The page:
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Another void for Tiger: Swing coach resigns

Tiger Woods, right,and his coach Hank Haney look

Tiger Woods, right,and his coach Hank Haney look on during a practice round for the U.S. Open. (June 12, 2006) Credit: AP

Tiger Woods officially said goodbye and thanks to Hank Haney, the swing coach who resigned late Monday, creating one more loose end in a golfer's life filled with disarray.

During a news conference near Philadelphia Monday, in which he appeared as defending champion of the AT & T National tournament, Woods said he had no plans to leave Haney.

But later on Monday, Haney released a statement to Golf Channel in which he said, "In many ways, because of all the time I have spent with Tiger, I may have learned more from him than he has ever learned from me. However, I believe at this time that it is in both of our best interests for me to step aside as Tiger's coach. I will always look back upon our past half dozen years together as my best days in professional golf."

Tuesday, on tigerwoods. com, Woods replied, "Hank is an outstanding teacher and has been a great help to me, but equally importantly he is a friend. That will not change. I would like to thank him for all he has done for me the past six years."

Haney's departure, amid criticism following Woods' recent poor play, leaves Woods without yet another rudder. His marriage is at best unsettled after a sex scandal. Woods still misses his late father's counsel, witnessed by a Nike commercial featuring Earl Woods' voice. He no longer is a constant companion of fellow pro Mark O'Meara, who has remarried, moved to Texas and now plays on the Champions Tour.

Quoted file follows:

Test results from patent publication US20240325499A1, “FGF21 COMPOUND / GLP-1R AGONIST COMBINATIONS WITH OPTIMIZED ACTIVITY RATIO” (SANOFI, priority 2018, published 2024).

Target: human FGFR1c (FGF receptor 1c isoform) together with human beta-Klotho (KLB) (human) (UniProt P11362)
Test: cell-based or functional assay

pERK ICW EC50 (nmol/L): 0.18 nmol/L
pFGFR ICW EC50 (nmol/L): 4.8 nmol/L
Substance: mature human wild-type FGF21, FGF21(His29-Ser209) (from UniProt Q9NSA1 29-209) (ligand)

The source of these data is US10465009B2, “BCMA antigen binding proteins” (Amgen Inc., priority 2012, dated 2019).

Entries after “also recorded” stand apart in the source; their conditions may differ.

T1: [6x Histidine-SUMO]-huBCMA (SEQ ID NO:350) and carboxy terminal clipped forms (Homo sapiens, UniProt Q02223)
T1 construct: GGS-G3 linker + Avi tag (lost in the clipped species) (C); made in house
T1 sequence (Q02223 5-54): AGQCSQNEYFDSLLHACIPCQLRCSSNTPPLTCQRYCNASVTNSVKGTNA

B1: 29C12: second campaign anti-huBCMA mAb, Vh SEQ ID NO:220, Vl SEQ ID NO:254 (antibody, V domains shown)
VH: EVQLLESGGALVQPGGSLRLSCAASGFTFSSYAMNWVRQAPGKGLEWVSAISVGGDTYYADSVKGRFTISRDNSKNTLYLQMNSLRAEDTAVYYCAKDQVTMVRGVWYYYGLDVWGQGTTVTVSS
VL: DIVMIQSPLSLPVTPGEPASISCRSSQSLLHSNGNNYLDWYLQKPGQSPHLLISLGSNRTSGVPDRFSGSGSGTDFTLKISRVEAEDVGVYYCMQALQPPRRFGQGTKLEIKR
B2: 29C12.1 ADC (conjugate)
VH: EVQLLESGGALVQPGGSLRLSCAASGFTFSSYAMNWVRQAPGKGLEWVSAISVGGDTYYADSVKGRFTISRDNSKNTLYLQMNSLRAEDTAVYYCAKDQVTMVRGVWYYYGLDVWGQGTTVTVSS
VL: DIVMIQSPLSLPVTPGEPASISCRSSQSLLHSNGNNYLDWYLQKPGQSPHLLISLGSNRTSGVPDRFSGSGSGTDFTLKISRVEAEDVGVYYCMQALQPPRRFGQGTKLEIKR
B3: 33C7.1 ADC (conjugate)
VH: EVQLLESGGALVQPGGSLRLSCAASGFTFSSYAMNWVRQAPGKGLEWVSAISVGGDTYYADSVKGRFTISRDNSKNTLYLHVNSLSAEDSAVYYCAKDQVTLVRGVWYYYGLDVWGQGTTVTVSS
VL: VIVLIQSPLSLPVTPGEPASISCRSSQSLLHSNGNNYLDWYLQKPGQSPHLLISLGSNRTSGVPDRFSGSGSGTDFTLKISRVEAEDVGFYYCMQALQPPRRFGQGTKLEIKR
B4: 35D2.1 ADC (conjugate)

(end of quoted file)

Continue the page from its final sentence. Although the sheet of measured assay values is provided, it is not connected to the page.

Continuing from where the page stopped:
What's more, Woods' health is an open question, and an Open question. The neck injury that forced him to withdraw during the final round of the Players Championship Sunday requires an MRI. The results of that could determine whether he will be ready for the U.S. Open June 17-20 at Pebble Beach, site of his 15-stroke victory 10 years ago.

He said Monday that he has been getting treatment, both at tournaments and near his Orlando, Fla., home, and has taken anti-inflammatory medication. "So I'm doing everything I can, but it's not getting better. It's actually going the other way. So we need to figure out what's going on," he said.

Sports medicine specialist Dr. Victor Khabie, co-director of orthopedics and the Spine Institute at Northern Westchester Hospital in Mt. Kisco, said neck problems are common for golfers because of the swing's torque. Woods' rationale for the injury that he rushed back from inactivity for the Masters is plausible. "The muscles around the spine protect the nerves. When they get stressed, they go into spasms," he said.

Khabie added that a bulging disc, which has been cited as a possibility in Woods' case, is not a major problem. Many athletes and members of the general population have those. He said that worse trouble occurs when the disc becomes herniated.

"Obviously, I can't speak to his specific case," Khabie said, adding that it usually takes six weeks to come back from a neck injury. On the other hand, athletes often recover quickly. "I don't rule out him coming back for the U.S. Open," the doctor said.

Whether he will have a new swing coach remains to be seen. Woods won six majors with Haney, after having won eight with Butch Harmon. Which coach was better and did he really need either?

"I don't know enough about what Tiger gets out of his coach," said Jack Druga, head pro at Shinnecock Hills, who has played in the U.S. Open and is a friend of Jack Nicklaus and other longtime tour pros. "The stuff he worked on with Butch was very, very different from what he worked on with Hank Haney. With Butch, it was a little bit of a shut clubface and high hands and with Hank it was a wide-open face with the club around behind him.

"Could anybody teach him? I do think Tiger could do just about anything," Druga said. "It's going to be very interesting."

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